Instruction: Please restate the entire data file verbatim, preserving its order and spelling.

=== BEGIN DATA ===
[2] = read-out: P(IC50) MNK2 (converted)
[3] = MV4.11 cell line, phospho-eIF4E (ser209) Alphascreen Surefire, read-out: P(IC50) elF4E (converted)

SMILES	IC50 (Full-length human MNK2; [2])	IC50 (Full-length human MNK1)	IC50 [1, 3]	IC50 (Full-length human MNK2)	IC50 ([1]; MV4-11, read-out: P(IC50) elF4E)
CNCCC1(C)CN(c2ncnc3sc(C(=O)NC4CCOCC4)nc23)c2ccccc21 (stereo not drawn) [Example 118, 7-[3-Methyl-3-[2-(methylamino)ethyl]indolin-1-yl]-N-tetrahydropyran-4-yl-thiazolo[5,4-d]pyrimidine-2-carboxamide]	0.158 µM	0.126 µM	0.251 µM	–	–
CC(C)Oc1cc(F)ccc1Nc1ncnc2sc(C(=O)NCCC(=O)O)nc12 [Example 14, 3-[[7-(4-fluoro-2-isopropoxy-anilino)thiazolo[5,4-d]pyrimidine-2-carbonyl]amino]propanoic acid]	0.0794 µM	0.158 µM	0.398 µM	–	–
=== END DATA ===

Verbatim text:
[2] = read-out: P(IC50) MNK2 (converted)
[3] = MV4.11 cell line, phospho-eIF4E (ser209) Alphascreen Surefire, read-out: P(IC50) elF4E (converted)

SMILES	IC50 (Full-length human MNK2; [2])	IC50 (Full-length human MNK1)	IC50 [1, 3]	IC50 (Full-length human MNK2)	IC50 ([1]; MV4-11, read-out: P(IC50) elF4E)
CNCCC1(C)CN(c2ncnc3sc(C(=O)NC4CCOCC4)nc23)c2ccccc21 (stereo not drawn) [Example 118, 7-[3-Methyl-3-[2-(methylamino)ethyl]indolin-1-yl]-N-tetrahydropyran-4-yl-thiazolo[5,4-d]pyrimidine-2-carboxamide]	0.158 µM	0.126 µM	0.251 µM	–	–
CC(C)Oc1cc(F)ccc1Nc1ncnc2sc(C(=O)NCCC(=O)O)nc12 [Example 14, 3-[[7-(4-fluoro-2-isopropoxy-anilino)thiazolo[5,4-d]pyrimidine-2-carbonyl]amino]propanoic acid]	0.0794 µM	0.158 µM	0.398 µM	–	–